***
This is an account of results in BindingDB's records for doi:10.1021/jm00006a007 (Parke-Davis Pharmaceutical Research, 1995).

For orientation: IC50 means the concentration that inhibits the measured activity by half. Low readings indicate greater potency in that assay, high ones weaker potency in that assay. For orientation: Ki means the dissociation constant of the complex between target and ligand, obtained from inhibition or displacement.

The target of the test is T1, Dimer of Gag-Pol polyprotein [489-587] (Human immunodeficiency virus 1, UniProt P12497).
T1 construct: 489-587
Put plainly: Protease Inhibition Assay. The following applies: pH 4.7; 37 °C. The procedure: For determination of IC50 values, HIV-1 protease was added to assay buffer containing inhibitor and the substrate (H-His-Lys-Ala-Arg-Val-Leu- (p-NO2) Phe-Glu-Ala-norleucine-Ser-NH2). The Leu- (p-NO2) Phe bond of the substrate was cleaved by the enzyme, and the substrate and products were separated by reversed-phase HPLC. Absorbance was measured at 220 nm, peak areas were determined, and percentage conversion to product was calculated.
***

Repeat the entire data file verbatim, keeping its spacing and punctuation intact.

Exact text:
This is an account of results in BindingDB's records for doi:10.1021/jm00006a007 (Parke-Davis Pharmaceutical Research, 1995).

For orientation: IC50 means the concentration that inhibits the measured activity by half. Low readings indicate greater potency in that assay, high ones weaker potency in that assay. For orientation: Ki means the dissociation constant of the complex between target and ligand, obtained from inhibition or displacement.

The target of the test is T1, Dimer of Gag-Pol polyprotein [489-587] (Human immunodeficiency virus 1, UniProt P12497).
T1 construct: 489-587
Put plainly: Protease Inhibition Assay. The following applies: pH 4.7; 37 °C. The procedure: For determination of IC50 values, HIV-1 protease was added to assay buffer containing inhibitor and the substrate (H-His-Lys-Ala-Arg-Val-Leu- (p-NO2) Phe-Glu-Ala-norleucine-Ser-NH2). The Leu- (p-NO2) Phe bond of the substrate was cleaved by the enzyme, and the substrate and products were separated by reversed-phase HPLC. Absorbance was measured at 220 nm, peak areas were determined, and percentage conversion to product was calculated.